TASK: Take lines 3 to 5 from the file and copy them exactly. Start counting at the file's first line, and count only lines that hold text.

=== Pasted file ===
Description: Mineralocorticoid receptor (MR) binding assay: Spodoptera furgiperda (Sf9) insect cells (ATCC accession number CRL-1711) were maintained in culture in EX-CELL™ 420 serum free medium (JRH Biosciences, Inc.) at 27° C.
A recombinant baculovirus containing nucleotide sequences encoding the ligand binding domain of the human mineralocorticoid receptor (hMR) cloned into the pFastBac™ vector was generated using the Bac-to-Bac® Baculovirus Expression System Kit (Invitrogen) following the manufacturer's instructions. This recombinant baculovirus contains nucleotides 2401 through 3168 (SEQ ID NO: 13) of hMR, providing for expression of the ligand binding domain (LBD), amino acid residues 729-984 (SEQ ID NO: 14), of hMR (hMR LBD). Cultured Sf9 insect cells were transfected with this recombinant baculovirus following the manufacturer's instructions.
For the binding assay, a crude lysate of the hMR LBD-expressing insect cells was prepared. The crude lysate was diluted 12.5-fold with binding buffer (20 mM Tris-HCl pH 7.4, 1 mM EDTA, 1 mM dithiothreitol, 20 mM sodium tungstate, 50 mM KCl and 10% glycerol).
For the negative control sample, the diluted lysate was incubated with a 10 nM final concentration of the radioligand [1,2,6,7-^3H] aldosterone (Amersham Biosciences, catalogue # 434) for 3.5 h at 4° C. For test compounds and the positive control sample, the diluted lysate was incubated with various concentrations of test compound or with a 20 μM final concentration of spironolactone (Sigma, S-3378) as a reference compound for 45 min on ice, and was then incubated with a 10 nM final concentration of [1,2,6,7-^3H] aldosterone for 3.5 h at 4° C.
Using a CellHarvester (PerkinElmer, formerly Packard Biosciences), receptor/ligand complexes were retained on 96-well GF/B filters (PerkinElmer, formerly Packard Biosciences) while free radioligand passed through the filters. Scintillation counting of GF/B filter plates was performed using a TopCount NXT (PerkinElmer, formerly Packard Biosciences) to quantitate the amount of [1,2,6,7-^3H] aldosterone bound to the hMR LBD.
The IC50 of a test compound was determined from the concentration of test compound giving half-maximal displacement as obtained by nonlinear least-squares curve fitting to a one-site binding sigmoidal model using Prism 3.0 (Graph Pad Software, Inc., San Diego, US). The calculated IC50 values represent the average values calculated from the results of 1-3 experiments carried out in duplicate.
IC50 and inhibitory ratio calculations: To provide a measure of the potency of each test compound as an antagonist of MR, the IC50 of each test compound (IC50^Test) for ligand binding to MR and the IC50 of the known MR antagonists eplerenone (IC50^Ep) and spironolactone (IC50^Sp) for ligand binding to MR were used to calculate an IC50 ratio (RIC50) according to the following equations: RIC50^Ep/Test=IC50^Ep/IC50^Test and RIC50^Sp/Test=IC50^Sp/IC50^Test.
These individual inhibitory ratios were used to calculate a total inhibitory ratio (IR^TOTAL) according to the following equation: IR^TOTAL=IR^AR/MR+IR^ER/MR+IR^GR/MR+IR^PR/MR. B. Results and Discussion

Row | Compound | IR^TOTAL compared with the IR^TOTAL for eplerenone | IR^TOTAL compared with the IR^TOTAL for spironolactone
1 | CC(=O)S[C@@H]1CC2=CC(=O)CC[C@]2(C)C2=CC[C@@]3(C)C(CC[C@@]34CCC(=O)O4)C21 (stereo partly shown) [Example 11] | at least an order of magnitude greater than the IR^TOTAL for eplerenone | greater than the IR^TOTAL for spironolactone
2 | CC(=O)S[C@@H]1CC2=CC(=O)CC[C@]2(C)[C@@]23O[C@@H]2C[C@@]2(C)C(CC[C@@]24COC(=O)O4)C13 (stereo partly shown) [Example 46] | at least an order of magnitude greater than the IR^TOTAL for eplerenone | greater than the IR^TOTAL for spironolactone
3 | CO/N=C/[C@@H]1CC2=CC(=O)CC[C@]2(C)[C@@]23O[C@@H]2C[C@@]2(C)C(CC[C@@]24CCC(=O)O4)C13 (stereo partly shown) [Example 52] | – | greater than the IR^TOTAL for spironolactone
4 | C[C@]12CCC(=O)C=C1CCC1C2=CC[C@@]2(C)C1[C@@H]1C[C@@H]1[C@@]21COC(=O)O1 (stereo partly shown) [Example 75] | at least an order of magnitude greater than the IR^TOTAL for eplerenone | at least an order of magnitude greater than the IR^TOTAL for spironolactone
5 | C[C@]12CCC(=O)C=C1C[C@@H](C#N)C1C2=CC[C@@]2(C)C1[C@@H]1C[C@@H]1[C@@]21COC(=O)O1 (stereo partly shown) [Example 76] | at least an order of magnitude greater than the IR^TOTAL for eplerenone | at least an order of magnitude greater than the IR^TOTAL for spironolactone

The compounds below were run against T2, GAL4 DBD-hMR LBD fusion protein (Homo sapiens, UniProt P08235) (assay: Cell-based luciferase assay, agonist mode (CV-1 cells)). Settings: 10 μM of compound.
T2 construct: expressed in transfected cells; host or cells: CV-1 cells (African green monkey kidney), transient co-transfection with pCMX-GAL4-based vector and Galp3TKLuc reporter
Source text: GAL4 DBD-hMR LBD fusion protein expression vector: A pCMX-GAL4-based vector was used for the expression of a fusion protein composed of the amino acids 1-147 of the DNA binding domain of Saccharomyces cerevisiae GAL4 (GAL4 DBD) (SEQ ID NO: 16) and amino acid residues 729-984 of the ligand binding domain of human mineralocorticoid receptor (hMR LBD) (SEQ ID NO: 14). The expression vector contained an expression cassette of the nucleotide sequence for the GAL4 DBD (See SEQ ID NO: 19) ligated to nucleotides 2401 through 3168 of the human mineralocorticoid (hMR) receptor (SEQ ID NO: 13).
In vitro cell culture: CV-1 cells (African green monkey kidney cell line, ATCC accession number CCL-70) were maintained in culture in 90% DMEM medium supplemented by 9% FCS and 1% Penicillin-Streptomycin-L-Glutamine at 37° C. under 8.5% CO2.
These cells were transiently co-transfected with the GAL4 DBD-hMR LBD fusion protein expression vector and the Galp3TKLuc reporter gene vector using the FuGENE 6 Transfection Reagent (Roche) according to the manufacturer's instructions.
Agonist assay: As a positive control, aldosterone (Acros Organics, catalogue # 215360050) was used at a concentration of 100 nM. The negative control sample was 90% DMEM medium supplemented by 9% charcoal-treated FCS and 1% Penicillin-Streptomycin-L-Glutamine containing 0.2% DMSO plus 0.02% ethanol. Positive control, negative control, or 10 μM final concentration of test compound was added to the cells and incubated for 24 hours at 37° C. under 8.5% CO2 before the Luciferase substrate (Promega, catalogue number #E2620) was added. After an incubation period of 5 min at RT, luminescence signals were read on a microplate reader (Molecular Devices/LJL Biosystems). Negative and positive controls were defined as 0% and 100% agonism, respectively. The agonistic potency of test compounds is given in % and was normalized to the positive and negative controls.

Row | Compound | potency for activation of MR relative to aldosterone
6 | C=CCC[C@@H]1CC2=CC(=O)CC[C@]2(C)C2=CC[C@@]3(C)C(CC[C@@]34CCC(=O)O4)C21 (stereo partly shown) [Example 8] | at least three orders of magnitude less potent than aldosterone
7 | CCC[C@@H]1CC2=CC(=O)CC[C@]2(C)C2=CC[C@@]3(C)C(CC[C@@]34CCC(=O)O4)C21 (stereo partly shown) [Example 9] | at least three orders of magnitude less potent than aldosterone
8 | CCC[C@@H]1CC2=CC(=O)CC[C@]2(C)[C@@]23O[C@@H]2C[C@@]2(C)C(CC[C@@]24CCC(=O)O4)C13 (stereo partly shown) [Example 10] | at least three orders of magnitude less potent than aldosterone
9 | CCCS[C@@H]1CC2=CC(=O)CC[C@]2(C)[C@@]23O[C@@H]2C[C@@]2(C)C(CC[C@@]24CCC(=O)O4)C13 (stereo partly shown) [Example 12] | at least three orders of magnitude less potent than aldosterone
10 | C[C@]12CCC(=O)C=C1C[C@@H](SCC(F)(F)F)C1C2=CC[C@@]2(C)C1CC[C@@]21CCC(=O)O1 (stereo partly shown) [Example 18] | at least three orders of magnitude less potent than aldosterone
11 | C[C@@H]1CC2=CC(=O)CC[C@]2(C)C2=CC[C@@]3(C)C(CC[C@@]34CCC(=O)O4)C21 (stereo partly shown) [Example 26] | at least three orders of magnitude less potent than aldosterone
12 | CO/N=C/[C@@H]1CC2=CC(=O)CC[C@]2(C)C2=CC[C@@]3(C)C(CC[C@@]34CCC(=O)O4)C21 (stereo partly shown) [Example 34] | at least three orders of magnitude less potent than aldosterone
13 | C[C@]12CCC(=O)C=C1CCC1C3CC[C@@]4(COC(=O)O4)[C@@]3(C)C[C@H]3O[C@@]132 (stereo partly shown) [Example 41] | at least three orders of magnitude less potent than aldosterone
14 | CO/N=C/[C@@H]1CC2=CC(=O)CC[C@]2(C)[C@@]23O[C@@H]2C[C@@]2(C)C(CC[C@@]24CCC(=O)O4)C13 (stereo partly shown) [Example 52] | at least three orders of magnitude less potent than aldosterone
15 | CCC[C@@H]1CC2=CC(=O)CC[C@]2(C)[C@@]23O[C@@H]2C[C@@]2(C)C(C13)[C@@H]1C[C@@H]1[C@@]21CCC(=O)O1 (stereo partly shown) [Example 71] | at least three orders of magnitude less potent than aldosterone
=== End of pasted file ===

For the binding assay, a crude lysate of the hMR LBD-expressing insect cells was prepared. The crude lysate was diluted 12.5-fold with binding buffer (20 mM Tris-HCl pH 7.4, 1 mM EDTA, 1 mM dithiothreitol, 20 mM sodium tungstate, 50 mM KCl and 10% glycerol).
For the negative control sample, the diluted lysate was incubated with a 10 nM final concentration of the radioligand [1,2,6,7-^3H] aldosterone (Amersham Biosciences, catalogue # 434) for 3.5 h at 4° C. For test compounds and the positive control sample, the diluted lysate was incubated with various concentrations of test compound or with a 20 μM final concentration of spironolactone (Sigma, S-3378) as a reference compound for 45 min on ice, and was then incubated with a 10 nM final concentration of [1,2,6,7-^3H] aldosterone for 3.5 h at 4° C.
Using a CellHarvester (PerkinElmer, formerly Packard Biosciences), receptor/ligand complexes were retained on 96-well GF/B filters (PerkinElmer, formerly Packard Biosciences) while free radioligand passed through the filters. Scintillation counting of GF/B filter plates was performed using a TopCount NXT (PerkinElmer, formerly Packard Biosciences) to quantitate the amount of [1,2,6,7-^3H] aldosterone bound to the hMR LBD.